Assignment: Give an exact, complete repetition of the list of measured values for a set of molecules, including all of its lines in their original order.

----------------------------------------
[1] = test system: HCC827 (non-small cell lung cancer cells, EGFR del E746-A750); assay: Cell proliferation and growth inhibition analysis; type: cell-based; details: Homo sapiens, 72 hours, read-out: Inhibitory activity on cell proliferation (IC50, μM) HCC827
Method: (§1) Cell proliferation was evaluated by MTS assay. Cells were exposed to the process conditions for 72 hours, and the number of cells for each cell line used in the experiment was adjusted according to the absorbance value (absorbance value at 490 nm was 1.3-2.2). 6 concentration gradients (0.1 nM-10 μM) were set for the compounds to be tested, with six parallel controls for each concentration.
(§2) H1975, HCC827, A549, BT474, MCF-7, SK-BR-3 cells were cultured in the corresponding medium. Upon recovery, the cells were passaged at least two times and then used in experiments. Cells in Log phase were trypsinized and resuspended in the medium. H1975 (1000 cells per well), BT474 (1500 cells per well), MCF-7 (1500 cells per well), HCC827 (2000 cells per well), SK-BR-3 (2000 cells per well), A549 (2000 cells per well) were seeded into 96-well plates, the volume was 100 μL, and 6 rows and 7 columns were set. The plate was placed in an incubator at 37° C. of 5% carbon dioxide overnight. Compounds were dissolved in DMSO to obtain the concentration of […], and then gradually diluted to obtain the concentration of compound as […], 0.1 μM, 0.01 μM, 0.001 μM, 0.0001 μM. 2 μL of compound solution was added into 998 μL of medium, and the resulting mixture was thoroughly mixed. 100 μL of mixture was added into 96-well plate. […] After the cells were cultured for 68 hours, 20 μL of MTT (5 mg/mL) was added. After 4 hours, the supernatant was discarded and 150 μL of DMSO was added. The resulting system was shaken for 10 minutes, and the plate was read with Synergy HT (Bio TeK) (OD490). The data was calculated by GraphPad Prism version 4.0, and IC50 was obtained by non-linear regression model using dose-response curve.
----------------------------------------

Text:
[1] = test system: HCC827 (non-small cell lung cancer cells, EGFR del E746-A750); assay: Cell proliferation and growth inhibition analysis; type: cell-based; details: Homo sapiens, 72 hours, read-out: Inhibitory activity on cell proliferation (IC50, μM) HCC827
Method: (§1) Cell proliferation was evaluated by MTS assay. Cells were exposed to the process conditions for 72 hours, and the number of cells for each cell line used in the experiment was adjusted according to the absorbance value (absorbance value at 490 nm was 1.3-2.2). 6 concentration gradients (0.1 nM-10 μM) were set for the compounds to be tested, with six parallel controls for each concentration.
(§2) H1975, HCC827, A549, BT474, MCF-7, SK-BR-3 cells were cultured in the corresponding medium. Upon recovery, the cells were passaged at least two times and then used in experiments. Cells in Log phase were trypsinized and resuspended in the medium. H1975 (1000 cells per well), BT474 (1500 cells per well), MCF-7 (1500 cells per well), HCC827 (2000 cells per well), SK-BR-3 (2000 cells per well), A549 (2000 cells per well) were seeded into 96-well plates, the volume was 100 μL, and 6 rows and 7 columns were set. The plate was placed in an incubator at 37° C. of 5% carbon dioxide overnight. Compounds were dissolved in DMSO to obtain the concentration of […], and then gradually diluted to obtain the concentration of compound as […], 0.1 μM, 0.01 μM, 0.001 μM, 0.0001 μM. 2 μL of compound solution was added into 998 μL of medium, and the resulting mixture was thoroughly mixed. 100 μL of mixture was added into 96-well plate. […] After the cells were cultured for 68 hours, 20 μL of MTT (5 mg/mL) was added. After 4 hours, the supernatant was discarded and 150 μL of DMSO was added. The resulting system was shaken for 10 minutes, and the plate was read with Synergy HT (Bio TeK) (OD490). The data was calculated by GraphPad Prism version 4.0, and IC50 was obtained by non-linear regression model using dose-response curve.